Muckamore Abbey Hospital Inquiry is now underway

A PUBLIC inquiry is now underway into allegations of abuse of patients at Muckamore Abbey Hospital on the outskirts of Antrim.

The hospital, a major employer in the town for decades, is run by the Belfast Health Trust and provides facilities for adults with special needs.

A major police investigation began in 2017 after allegations of ill-treatment at Muckamore began to emerge.

With the terms of reference agreed, the inquiry panel will begin trying to establish what happened between residents and some members of staff, and also examine management’s role.

Seven people are facing prosecution and there have been more than 20 arrests since the allegations first surfaced..

It was announced in June 2021 that the inquiry will be chaired by Tom Kark QC, who played a key role in the 2010 inquiry into avoidable deaths at Stafford Hospital in England.

Speaking on Monday, Mr Kark said it was: “A significant date for all those patients and families who have been affected by the issues under examination by the inquiry, many of whom have campaigned very hard to ensure this inquiry takes place.

“I want to reassure you that a thorough and impartial investigation will be carried out by the Muckamore Abbey Hospital Inquiry,” he added.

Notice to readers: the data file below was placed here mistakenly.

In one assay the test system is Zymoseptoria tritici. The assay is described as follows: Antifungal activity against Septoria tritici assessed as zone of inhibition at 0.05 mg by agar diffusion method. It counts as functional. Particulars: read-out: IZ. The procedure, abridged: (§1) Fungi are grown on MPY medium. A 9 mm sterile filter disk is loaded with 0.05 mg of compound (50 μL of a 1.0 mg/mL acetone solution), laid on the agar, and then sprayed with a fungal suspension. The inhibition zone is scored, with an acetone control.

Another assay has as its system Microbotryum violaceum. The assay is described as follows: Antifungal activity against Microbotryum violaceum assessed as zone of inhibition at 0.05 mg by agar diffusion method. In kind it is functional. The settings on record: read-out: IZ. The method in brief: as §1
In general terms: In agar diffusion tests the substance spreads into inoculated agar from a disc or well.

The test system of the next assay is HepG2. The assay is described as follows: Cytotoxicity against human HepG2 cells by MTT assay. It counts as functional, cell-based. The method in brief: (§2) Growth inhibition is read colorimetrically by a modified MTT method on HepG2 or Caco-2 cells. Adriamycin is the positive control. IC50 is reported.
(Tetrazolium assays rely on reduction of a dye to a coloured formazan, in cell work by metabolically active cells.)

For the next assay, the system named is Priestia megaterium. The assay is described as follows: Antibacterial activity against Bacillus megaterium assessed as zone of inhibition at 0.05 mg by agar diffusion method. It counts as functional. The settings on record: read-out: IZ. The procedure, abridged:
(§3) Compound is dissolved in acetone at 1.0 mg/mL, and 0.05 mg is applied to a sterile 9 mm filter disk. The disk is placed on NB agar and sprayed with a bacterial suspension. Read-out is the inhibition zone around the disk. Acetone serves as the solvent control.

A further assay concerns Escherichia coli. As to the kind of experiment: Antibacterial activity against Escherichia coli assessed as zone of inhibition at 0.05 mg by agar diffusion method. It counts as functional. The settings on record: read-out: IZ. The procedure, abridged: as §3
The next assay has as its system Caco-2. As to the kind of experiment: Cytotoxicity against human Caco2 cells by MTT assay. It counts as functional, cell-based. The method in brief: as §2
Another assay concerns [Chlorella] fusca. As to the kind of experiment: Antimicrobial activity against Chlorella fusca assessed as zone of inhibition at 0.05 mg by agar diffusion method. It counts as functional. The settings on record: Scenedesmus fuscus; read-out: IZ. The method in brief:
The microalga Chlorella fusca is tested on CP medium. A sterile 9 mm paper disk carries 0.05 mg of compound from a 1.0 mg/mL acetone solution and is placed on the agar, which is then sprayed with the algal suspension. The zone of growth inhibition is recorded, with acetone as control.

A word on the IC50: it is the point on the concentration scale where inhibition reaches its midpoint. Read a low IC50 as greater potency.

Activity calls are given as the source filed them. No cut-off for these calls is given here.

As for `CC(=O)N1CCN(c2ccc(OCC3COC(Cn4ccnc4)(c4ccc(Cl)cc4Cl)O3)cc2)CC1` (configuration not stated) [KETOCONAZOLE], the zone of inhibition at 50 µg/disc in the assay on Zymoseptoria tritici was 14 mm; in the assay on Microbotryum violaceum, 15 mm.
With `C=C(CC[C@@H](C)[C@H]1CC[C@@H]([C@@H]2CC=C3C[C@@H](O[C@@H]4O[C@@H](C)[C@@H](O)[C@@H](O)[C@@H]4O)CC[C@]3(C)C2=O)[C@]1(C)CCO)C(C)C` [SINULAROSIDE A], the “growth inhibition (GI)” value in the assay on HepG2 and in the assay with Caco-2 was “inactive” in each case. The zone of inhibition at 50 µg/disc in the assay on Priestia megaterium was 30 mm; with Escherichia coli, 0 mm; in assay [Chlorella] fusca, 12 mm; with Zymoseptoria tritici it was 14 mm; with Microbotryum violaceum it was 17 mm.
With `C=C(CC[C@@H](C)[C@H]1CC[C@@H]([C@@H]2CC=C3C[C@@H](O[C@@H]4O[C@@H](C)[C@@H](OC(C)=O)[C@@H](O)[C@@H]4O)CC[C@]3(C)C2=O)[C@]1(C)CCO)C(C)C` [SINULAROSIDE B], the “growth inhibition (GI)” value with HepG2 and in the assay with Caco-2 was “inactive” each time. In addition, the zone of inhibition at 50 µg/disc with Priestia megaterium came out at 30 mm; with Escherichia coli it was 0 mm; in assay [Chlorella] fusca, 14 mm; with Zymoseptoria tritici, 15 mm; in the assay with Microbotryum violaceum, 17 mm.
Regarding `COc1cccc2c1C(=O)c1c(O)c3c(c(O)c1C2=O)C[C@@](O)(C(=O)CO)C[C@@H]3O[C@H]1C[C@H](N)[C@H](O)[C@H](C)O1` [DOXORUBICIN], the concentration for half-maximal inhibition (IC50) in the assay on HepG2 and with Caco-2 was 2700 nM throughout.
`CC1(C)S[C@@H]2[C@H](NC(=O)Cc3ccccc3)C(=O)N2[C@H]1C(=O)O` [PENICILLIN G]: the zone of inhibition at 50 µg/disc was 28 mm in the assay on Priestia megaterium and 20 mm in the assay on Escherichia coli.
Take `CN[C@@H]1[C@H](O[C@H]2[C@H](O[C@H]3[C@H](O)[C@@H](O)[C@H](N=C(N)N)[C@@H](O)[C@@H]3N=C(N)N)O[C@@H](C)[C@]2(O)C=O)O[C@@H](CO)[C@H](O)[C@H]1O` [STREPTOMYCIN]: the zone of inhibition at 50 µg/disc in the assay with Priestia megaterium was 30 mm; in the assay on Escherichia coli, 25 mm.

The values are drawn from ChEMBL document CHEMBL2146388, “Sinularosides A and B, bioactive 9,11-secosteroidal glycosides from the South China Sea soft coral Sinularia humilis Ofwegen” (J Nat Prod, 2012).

“Over the coming weeks the inquiry team and I will be continuing the work, which has already started, including finalising our premises in central Belfast, and preparing for the public hearings which we hope to start in the spring of next year.”

Mr Kark said a number of ‘engagement events’ would be held to explain the work of the inquiry and ‘to encourage people to come forward’.

He said the events had been arranged for Antrim, Newry, Coleraine, Belfast and Londonderry, between and October 13 and 20, with a ‘virtual session’ also planned.

These can be booked on the inquiry’s website.

“It is important that all those who have information, of whatever nature, come forward as early as possible and engage with the inquiry,” Mr Kark said.

“I recognise that this may be an extremely distressing time for some and can assure individuals that all engagement with the inquiry will be strictly confidential and you will be treated with sensitivity.”

The inquiry is to be wholly independent and not accountable to the Department of Health, the Stormont Executive, the Northern Ireland Assembly or any public body.

The core objectives are defined as “to examine the issue of abuse of patients at Muckamore Abbey Hospital (MAH), to determine why the abuse happened and the range of circumstances that allowed it to happen and ensure that such abuse does not occur again at MAH or any other institution providing similar services in Northern Ireland”.

Glynn Brown, whose son Aaron had been a patient at Muckamore, said he welcomed the fact that the inquiry process was ‘finally getting under way’.

“We expect it to deliver recommendations and for those recommendations to be implemented,” he said.

“The worst thing would be for any subsequent findings to gather dust on a Stormont shelf.

“Radical reform is required at Muckamore. But there must also be accountability.”

For more about the Muckamore allegations, see page 13.

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